Satellite gets back into the game
The mobile satellite services, or MSS, industry appears to be entering a resurrection period as several companies have launched — or plan to launch — new satellites to offer ubiquitous voice and high-speed data services to government, enterprises and consumers — without the clunky handsets of the past in some cases.
The moves come after a series of financial disasters in the late 1990s for MSS companies such as Iridium, Globalstar, ICO and Teledesic. Iridium and Globalstar subsequently reorganized and changed their business models to target niche markets.
ICO Global Communications launched its ICO G1 satellite last month, becoming the first operational S-band mobile satellite services provider in North America. Its target market, however, is the mass consumer market. The hybrid satellite-terrestrial network will use mobile TV technology DVB-H. The company plans to begin market trials in Las Vegas and Raleigh-Durham in mid-2008 of what it calls ICO MIM, (Mobile Interactive Media), which will provide entertainment and guidance services that will include real-time traffic data and emergency roadside services similar to those provided by OnStar.
Partners in the trial include Alcatel-Lucent, which is providing the DVB-SH technology; Hughes; and WiMAX operator Clearwire, which is lending a wireless broadband offering to the mix. Last fall, Clearwire announced a joint agreement with ICO. Craig McCaw, who founded Clearwire, owns a 75% voting interest in ICO.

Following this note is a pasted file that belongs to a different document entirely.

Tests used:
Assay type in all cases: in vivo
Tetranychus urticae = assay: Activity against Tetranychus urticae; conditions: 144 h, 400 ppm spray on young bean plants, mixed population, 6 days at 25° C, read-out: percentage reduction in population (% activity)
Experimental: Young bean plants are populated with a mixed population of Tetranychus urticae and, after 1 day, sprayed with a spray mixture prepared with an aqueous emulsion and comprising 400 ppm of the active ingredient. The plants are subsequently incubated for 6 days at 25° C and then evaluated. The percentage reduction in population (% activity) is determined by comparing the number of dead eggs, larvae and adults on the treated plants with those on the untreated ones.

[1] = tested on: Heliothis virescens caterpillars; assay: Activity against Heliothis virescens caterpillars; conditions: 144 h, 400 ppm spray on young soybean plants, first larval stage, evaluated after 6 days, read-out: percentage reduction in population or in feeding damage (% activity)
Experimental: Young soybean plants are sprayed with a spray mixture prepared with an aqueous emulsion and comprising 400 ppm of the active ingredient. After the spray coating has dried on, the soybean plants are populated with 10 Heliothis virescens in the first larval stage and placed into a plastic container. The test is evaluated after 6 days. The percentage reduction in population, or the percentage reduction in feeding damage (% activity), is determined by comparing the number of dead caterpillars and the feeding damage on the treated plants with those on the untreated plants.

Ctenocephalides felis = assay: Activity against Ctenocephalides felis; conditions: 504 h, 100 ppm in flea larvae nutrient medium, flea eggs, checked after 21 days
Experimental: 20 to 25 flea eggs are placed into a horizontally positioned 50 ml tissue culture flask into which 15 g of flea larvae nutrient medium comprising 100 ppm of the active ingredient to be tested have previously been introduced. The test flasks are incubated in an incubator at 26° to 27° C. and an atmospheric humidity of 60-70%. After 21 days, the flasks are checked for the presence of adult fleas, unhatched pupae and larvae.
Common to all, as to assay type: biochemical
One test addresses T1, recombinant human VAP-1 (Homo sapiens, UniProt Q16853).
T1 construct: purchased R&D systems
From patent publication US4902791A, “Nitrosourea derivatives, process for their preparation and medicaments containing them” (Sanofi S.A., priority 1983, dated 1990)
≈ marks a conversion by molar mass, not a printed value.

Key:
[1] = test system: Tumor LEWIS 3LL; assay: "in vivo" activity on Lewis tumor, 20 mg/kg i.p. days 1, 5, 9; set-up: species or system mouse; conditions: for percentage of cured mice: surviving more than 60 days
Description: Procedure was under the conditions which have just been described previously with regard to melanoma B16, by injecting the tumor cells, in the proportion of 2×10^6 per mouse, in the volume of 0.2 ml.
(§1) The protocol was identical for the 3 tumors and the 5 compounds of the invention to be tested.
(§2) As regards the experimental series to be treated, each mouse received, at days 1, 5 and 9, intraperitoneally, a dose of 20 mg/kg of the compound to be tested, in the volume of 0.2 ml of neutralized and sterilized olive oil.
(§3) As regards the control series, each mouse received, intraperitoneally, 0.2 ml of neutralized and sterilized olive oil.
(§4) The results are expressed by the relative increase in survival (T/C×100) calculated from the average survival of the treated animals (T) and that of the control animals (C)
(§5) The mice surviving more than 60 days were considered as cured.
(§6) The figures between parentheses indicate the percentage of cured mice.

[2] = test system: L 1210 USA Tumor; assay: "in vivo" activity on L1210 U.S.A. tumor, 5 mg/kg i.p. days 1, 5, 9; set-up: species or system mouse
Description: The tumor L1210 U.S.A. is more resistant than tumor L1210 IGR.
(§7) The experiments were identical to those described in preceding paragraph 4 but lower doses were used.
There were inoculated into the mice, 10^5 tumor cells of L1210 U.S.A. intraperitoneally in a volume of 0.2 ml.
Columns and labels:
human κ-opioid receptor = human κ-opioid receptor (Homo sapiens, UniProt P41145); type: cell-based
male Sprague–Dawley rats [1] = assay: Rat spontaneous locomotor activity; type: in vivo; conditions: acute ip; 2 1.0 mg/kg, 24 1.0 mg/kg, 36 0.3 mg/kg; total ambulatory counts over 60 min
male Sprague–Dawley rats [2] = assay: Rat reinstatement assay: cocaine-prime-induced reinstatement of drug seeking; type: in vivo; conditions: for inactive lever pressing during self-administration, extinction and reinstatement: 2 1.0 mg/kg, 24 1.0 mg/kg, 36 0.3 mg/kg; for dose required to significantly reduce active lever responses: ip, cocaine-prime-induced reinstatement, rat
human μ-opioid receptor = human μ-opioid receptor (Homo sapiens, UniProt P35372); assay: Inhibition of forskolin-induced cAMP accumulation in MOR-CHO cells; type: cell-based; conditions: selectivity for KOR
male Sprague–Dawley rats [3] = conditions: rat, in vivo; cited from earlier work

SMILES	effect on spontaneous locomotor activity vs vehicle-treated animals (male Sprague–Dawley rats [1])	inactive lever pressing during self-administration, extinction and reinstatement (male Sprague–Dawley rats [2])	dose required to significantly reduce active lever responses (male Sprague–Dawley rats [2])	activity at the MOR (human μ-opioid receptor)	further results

Meanwhile Mobile Satellite Ventures (MSV), which already offers satellite telephony service to niche markets such as push-to-talk government users, is planning to launch two new high-power satellites designed to put old satellite systems to shame by enabling smaller, sleeker and cheaper devices and higher speed data applications. (See MRT, February 2008, page 20.)
The difference this time will be a system capable of superior link margin, full redundancy, and capacity and coverage no terrestrial operator can match, said Wade Alt, MSV’s vice president of corporate development. The operator plans to launch service in 2010.
While MSV is targeting a host of markets, the government sector alone represents $1.2 billion in cumulative revenues over the last five years, Alt said. That figure doesn’t even take into account the revenues realized from mobile disaster recovery, secure border communications and interoperable communications for first responders.
Alt said that one of MSV’s keys to success would be the ability to take advantage of hybrid technology. “It was important for MSV to prove we could integrate with existing chip sets. Satellite on its own was not enough. You can’t have people walking around with clunky devices.”
Another key factor was obtaining approval from the FCC to deploy an ancillary terrestrial component (ATC) that is designed to solve a fundamental problem plaguing the MSS industry: operators’ inability to penetrate buildings with satellite signals. That technical shortfall has tremendously constrained demand and resulted in higher operating and equipment costs in the past.
MSV doesn’t have a terrestrial partner at this point but Alt says the company is looking for one, whether that’s a WiMAX or long-term evolution operator. In January, the FCC waived a requirement that the company build a ground-based spare satellite in the event of satellite failure. In the order, the commission found that “the requested waiver will strike an appropriate balance between ensuring continuity of satellite service to customers and minimizing cost burdens on the satellite operator,” according to the company.
Meanwhile, TerreStar Networks, formerly known as Motient, announced plans to build an all-IP integrated satellite/terrestrial network in North America. The company says it will offer a wholesale business model with priority access for first responders and allow other wireless carriers, third-party developers and portal companies to use the network, which TerreStar plans to roll out in late 2008 or early 2009.